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St. Petersburg parade of ships lands 'Eagle'

By JON WILSON, Times Staff Writer
© St. Petersburg Times
published June 2, 2002

ST. PETERSBURG -- It's considered a coup.

With a little boost from Rep. C.W. Bill Young, the Eagle, a three-masted Coast Guard training vessel with a rich history, will join St. Petersburg's tall ships festival on the waterfront later this month.

"It's a great thing for this festival. It's a magnificent ship," said Don Shea, the festival's general chairman.

The addition of the 295-foot square-rigger brings to eight the number of classically designed sailing ships expected June 26-30 for the city's first maritime festival, called Americas' Sail St. Petersburg.

The extravaganza will include ship tours, exhibits, merchandise, crafts, an international food court, music, strolling pirates, airplane rides for youngsters and flyovers, among other elements. It is expected to attract thousands during what is usually a slow period on the downtown waterfront.

The event has come together quickly. Shea, a nonprofit organization called St. Petersburg Events, and a coalition of businesses, government and seafaring enthusiasts have been working about 4 1/2 months on a project that normally might take a year.

"It's really amazing to me. I have to keep pinching myself. I've actually lost about nine pounds," said Shea, who also is the director of the Downtown Development Partnership, a business group.

The tall ships -- so named because of their towering masts -- are expected June 26. They will anchor near Egmont Key to go through customs and immigration .

On June 27, starting at 10 a.m., the Eagle and its complement of 12 officers, 38 crew and perhaps 150 cadets will lead a nautical parade. All the ships will sail from the Sunshine Skyway along the waterfront, passing the Pier twice before heading for the Port of St. Petersburg docks. Descriptions of the ships will be called out for spectators, who will be able to watch free from several locations.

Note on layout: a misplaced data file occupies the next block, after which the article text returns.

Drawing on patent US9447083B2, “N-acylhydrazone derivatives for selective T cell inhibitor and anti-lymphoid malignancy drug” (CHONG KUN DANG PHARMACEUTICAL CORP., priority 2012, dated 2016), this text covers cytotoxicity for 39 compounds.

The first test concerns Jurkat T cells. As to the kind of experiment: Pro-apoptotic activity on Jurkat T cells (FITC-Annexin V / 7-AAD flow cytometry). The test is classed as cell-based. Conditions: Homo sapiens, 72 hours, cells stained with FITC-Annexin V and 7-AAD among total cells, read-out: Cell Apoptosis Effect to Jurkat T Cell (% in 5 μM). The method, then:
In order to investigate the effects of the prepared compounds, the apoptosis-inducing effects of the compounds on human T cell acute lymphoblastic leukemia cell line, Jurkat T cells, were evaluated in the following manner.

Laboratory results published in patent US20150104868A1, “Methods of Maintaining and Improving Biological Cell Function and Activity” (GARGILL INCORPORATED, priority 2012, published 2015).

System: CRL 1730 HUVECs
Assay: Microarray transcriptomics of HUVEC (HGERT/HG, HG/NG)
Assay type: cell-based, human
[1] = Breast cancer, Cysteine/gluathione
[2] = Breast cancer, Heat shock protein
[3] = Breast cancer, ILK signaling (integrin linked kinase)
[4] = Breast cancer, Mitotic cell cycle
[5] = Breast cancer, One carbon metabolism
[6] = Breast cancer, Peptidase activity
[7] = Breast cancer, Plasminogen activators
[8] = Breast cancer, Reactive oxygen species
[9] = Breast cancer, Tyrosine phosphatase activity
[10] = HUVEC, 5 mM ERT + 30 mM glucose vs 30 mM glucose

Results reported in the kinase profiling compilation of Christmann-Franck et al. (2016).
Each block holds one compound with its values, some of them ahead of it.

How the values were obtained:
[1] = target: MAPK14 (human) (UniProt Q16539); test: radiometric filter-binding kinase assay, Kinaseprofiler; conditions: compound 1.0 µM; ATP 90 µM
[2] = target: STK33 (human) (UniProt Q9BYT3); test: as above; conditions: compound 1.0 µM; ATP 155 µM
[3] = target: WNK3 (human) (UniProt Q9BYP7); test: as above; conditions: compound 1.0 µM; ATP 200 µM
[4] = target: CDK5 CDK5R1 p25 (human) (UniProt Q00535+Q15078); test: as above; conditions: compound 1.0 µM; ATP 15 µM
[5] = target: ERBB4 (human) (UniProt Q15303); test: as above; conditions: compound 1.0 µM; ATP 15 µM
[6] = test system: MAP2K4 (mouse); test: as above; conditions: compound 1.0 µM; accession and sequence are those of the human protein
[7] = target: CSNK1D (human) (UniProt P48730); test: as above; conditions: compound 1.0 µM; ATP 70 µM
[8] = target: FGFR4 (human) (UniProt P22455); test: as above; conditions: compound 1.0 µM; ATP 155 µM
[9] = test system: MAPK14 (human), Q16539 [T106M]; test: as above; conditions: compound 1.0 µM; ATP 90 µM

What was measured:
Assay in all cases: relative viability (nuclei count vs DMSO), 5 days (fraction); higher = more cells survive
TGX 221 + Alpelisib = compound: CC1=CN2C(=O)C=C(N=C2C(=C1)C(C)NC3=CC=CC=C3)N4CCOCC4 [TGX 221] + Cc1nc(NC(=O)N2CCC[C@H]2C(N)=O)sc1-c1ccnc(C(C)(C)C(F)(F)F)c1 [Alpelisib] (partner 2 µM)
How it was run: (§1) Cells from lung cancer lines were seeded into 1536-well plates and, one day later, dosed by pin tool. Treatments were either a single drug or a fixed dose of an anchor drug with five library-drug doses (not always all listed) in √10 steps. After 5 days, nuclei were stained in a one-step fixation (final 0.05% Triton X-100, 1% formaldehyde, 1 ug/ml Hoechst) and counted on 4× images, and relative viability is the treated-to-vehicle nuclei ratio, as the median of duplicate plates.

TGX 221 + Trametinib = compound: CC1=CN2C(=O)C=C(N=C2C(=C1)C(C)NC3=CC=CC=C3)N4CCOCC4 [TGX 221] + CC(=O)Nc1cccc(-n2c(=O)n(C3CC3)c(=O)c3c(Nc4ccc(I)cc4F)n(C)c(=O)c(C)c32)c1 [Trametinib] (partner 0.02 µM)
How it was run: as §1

A huge fleet of privately owned boats, both motor and sail, is expected to escort the ships, which will be open for tours during the festival.

Boarding passes are part of an advance $18 adult ticket package that includes admission to the festival, a commemorative publication and discounts. The on-site price will be $20. Adult tickets for festival admission only are $8, $10 on-site.

The festival celebrates the "prize leg" of a tall ships race from Curacao, just north of Venezuela, to Jamaica, which begins June 14. Americas' Sail puts on the races periodically to spark interest in maritime history. Awards will be presented at a black-tie ball at the Don CeSar Beach Resort and Spa.

Originally, the tall ships were bound from Jamaica straight to Mobile, Ala., for the city's tricentennial celebration. That trip made St. Petersburg a convenient interim stop.

The Eagle is a late addition. It was scheduled to be in the Gulf of Mexico on a training mission during the festival, and St. Petersburg was not a port of call. But Young, R-Largo, talked with Coast Guard officials and the Eagle's participation was confirmed late last week.

Word of the possibility started getting around at least a week earlier. Eric Carlson, the Downtown Partnership's transportation director, was in New York and on the Empire State Building's 86th floor when he spied four men in uniform with Eagle insignia. Carlson introduced himself and mentioned the festival.

"They were kind of looking at each other and said, "Aren't we going to St. Petersburg?' " Carlson said.

The Eagle, whose home port is on the Thames River in New London, Conn., is the seventh U.S. Coast Guard cutter to bear the name since 1792. According to its Web site, it was built in 1936 by a German company in Hamburg, where it was christened Horst Wessel.

The United States took it as a World War II prize. With its German crew helping, Coast Guardsmen sailed the ship from Bremerhaven, West Germany, to New London in 1946.

It's now used as a training vessel for cadets, who must learn how to handle 22,000 square feet of sail, five miles of rigging and more than 200 lines that control the sails.

A sister ship is the Mircea, built in Germany at the same time as the Eagle. It sails under the Romanian flag and also is expected for the festival.

Shea is bound this week for Curacao, where he plans to get acquainted with the ships and their captains and crews. Several events are planned to honor the sailors in St. Petersburg.

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